Is Your Head in the Arm Hole of Your Dress?

There is something morally instructive about watching a preschooler melt down. It was the morning of my __th birthday yesterday. Kids still had to be dressed and fed and shipped to school on time.

My daughter, who is almost 5, was screaming on the stairs instead of coming to breakfast. Upon inspection, I realized that her head was through the arm hole of the sleeveless dress she had chosen to wear to school. I offered to help her. She screamed louder and lurched away from me. Her pride was more hurt than her neck at the thought of accepting help. She was not yet really wearing the Anna (the character from Frozen) dress because of the snafu of the sleeves. She stomped around screaming for minutes, refusing all offers of help or comfort from me.

Adults do this kind of thing all the time, although it looks different. People do the stupidest things and then dig in instead of accepting help and reversing course.

My daughter is exceptionally brilliant and kind. She is loved by everyone she meets. Even she has these moments, because we all do. That is some behavioral economics for you.

Minor Investment

Gary Becker, the Nobel laureate in economics, applied economic reasoning to social circumstances and particularly to families. He argued that children are a normal consumption good, and people consume more children with higher incomes. However, he also emphasized a quantity-quality trade-off. More children in a family means fewer resources and attention for each child. Higher-income couples may opt to invest in classes, training, and spend more time with a unitary child rather than increasing the number of children.

However, goods have multiple attributes and children do not merely provide a stream of consumption value while in the household. They offer access to future resources when they become employed themselves. Having more children or higher-quality children increases the economic benefits that older parents can enjoy, such as more help with household activities and the ability to travel with their adult children. Old-age benefits such as social security now serve the function of insulating people from their prior investments in future consumption.

Continue reading

The Leading Causes of Death Among Elementary-Age Children

You might have seen this chart recently. It comes from a letter published in the New England Journal of Medicine in April 2022. The data comes directly from the CDC. It shows the leading causes of death for children in the US. You will notice that firearm-related deaths have been rising for much of the past decade, and in 2020 eclipsed car accidents as the leading cause.

Many are sharing this chart in response to the recent elementary school shooting in Nashville. It’s natural to want to study these problems more in the wake of tragedies. After the Uvalde shooting last year, I tried to read as much as I could about the history of homicide and gun violence in the US, and to look at the research on what might work to reduce gun violence, which is summarized in a post I wrote last June.

That being said, I don’t think the chart above accurately characterizes the problem of elementary school shootings. It might accurately describe some broader problem, but it’s misleading with respect to the shooting we all just witnessed. The most important reason is that the definition of “children” here extends to 18- and 19-year-olds. Much of the gun-related homicides for “children” shown here are gang-related violence, not random school shootings at elementary schools. It’s not that we shouldn’t care about these deaths too — we very much should care — but the causes and solutions are entirely different from elementary school mass shootings.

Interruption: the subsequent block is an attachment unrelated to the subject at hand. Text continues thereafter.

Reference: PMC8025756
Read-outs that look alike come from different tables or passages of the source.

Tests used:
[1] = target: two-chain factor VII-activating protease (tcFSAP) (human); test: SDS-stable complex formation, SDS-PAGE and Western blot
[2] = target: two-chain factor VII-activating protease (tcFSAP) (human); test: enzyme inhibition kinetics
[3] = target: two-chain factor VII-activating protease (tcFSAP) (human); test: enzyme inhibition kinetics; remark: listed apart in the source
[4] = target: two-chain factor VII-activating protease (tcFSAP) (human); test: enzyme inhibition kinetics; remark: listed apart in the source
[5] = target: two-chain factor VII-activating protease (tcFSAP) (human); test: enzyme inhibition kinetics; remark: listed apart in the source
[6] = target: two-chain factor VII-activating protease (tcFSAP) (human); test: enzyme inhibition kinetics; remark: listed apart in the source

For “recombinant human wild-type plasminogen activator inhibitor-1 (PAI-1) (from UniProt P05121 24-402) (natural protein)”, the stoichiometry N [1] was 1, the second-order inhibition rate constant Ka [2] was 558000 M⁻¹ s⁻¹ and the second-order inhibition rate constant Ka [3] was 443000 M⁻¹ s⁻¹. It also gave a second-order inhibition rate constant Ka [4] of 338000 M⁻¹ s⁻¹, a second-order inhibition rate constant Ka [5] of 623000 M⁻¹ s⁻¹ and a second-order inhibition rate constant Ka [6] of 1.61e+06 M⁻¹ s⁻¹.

Continue reading

Complacency and American Girl Dolls 2

It’s time to revisit American Girl Dolls and the Saturn V rocket. The trending topic among millennials is the new “historical” American Girl doll who lives in the year 1999.

Previously, I blogged about the historical Courtney doll from 1986 in “Complacency and American Girl Dolls.” I used Courtney’s accessories to illustrate stagnation in the physical environment (within rich countries) of recent decades. Courtney has a Walkman for playing cassette tapes and she has an arcade-style Pac-Man game to entertain herself. I pointed out that ’80’s Courtney had to be given the World War II doll Molly just to keep life interesting.

What do Isabel and Nicki have a decade later in 1999?  

They have a personal CD player and floppy disks. It’s cute and the toys will sell. However, it does not seem like innovation has introduced many new capabilities. Isabel can listen to music through her headphones and be entertained on screens, just like Courtney could.

Isabel eats Pizza Hut and has dial-up internet access. There is no sense of sacrifice or expanding the frontier. The world was settled, and history had ended.  

What counts for adventure in 1999? Shopping vintage clothing. Just like Courtney, Isabel revisits the past to get a sense of purpose or excitement.

This is Isabel’s diary. Having nothing to do besides look at clothes from past decades, she obsesses over status. Presumably “Kat” complimented her hat in person. Facebook didn’t start until 2004, so Isabel is not worried about “Likes” in social media.

So, what did I do with my kids for their school break on Presidents’ Day?  We went to the U.S. Space and Rocket Center to see the Saturn V rocket.

Continue reading

The Economics of Brushing Teeth and the Tooth Fairy

There are many papers with titles in the style of “The Economics of X” with X covering a wide variety of topics, some deadly serious (“Economics of Suicide“) and others more trivial or unintentionally hilarious (“The Economics of Sleep and Boredom” comes to mind). There is a related genre of papers on “The Political Economy of Y,” once again with papers that are both serious and occasionally silly (or sometimes deadly serious papers with silly-sounding titles, such as “The Political Economy of Coffee, Dictatorship, and Genocide“).